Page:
Factorial
Factorial
Need the proof of 0!=1
Re: Factorial
There is no proof, it's a definition.
Re: Factorial
একটা বস্তুর মধ্য থেকে একটা বস্তু একভাবেই নেয়া যায়। এবার সমাবেশ এর সুত্র ব্যবহার করে দেখ।
হার জিত চিরদিন থাকবেই
তবুও এগিয়ে যেতে হবে.........
বাধাবিঘ্ন না পেরিয়ে
বড় হয়েছে কে কবে.........
তবুও এগিয়ে যেতে হবে.........
বাধাবিঘ্ন না পেরিয়ে
বড় হয়েছে কে কবে.........
Re: Factorial
my teacher once gave me that Proof( not by me0,
$n! =n(n1)!$
Or,$(n1)! = n(n1)!/n =n!/n$
Putting n = 1, we have
$O! = 1!/1=1$
$n! =n(n1)!$
Or,$(n1)! = n(n1)!/n =n!/n$
Putting n = 1, we have
$O! = 1!/1=1$
Try not to become a man of success but rather to become a man of value.Albert Einstein
Re: Factorial
Here you need to define $1!$ first. This is also acceptable. But usually $0!$ is defined first then all the other positive integer factorials are derived from it.photon wrote:my teacher once gave me that Proof( not by me0,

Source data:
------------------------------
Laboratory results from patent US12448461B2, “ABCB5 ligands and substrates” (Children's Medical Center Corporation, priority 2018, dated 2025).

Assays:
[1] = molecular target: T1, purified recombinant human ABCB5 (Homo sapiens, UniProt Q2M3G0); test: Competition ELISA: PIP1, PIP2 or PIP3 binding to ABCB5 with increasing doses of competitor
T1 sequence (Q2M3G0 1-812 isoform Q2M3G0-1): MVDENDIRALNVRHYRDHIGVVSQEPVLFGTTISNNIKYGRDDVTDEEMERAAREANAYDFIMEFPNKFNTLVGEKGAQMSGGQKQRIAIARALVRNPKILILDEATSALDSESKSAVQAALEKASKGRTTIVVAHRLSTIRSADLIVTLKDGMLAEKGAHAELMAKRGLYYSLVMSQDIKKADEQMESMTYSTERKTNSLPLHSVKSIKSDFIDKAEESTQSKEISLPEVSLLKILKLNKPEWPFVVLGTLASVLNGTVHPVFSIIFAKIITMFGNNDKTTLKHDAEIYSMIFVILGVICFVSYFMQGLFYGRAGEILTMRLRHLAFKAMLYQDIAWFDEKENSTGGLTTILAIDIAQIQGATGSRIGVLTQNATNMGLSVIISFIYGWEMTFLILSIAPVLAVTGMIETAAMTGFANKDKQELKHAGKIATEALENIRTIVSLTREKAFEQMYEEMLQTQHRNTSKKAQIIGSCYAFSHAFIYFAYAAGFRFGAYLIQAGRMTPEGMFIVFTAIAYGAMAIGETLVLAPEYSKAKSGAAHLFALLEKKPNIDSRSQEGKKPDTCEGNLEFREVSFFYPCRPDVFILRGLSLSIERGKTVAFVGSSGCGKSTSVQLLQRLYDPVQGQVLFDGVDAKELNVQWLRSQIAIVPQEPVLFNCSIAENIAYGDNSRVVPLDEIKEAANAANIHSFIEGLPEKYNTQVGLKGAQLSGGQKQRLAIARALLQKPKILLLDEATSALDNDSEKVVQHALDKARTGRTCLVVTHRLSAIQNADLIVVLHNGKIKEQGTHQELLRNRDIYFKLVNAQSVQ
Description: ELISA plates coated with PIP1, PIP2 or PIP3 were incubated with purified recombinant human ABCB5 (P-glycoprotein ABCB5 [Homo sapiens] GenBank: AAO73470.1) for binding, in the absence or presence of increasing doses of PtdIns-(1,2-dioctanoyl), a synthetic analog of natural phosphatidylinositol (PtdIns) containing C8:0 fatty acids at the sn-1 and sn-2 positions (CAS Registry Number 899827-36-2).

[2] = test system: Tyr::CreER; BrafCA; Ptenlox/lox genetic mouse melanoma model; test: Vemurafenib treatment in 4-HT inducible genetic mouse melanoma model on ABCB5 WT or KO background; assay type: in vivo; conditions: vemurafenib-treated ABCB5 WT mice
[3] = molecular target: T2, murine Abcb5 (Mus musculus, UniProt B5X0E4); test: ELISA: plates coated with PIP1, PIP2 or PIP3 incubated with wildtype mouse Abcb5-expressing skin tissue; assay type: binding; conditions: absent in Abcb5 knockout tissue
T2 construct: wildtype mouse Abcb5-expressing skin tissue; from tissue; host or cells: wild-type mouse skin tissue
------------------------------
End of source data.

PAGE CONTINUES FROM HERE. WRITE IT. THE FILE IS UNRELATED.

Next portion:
$n! =n(n1)!$
Or,$(n1)! = n(n1)!/n =n!/n$
Putting n = 1, we have
$O! = 1!/1=1$

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Re: Factorial
actually n things can be per mutated by n! if n is zero there is only one way to permute and it is i cannot permute. so 0!=1
Re: Factorial
No, that's not a good definition. Because,
$n! = (n1)! * n$ where $n > 0$ and one initial value. Usually the initial value is taken as $0! = 1$. But you can take any initial value.
does not mean anything until you have defined what $n!$ is. So you need to define factorial first. Which is done by,raihan khan wrote:n things can be per mutated by n!
$n! = (n1)! * n$ where $n > 0$ and one initial value. Usually the initial value is taken as $0! = 1$. But you can take any initial value.